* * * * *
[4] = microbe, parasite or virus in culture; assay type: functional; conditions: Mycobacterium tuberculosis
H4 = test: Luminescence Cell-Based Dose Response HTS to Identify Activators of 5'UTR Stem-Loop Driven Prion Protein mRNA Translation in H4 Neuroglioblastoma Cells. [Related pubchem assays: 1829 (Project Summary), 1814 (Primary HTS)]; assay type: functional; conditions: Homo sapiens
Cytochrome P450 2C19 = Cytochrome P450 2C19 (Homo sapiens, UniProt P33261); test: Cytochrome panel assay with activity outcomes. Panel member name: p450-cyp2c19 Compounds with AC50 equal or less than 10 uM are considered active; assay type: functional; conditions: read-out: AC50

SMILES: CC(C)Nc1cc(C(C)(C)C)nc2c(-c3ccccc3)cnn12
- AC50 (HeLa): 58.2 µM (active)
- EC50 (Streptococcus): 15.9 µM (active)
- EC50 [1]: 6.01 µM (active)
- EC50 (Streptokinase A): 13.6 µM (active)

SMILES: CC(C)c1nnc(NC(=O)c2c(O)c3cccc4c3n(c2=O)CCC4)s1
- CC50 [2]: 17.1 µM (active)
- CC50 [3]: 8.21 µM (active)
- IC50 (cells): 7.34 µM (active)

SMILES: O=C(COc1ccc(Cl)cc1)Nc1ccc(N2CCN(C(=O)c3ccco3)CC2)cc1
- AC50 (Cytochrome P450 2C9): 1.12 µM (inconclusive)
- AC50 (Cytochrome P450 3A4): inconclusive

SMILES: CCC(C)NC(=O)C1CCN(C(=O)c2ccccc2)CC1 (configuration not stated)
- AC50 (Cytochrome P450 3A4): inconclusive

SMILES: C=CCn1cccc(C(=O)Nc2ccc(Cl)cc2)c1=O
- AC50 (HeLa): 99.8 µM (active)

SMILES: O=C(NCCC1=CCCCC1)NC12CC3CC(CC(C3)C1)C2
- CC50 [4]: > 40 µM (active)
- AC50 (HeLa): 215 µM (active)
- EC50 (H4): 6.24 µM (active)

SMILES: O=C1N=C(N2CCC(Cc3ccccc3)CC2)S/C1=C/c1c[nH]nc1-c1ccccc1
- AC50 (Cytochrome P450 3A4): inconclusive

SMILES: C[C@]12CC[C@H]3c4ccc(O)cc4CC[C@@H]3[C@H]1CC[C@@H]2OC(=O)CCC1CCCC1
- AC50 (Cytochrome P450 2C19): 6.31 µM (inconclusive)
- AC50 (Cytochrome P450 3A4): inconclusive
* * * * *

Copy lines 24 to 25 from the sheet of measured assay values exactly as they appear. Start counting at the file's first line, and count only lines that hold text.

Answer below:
SMILES: O=C1N=C(N2CCC(Cc3ccccc3)CC2)S/C1=C/c1c[nH]nc1-c1ccccc1
- AC50 (Cytochrome P450 3A4): inconclusive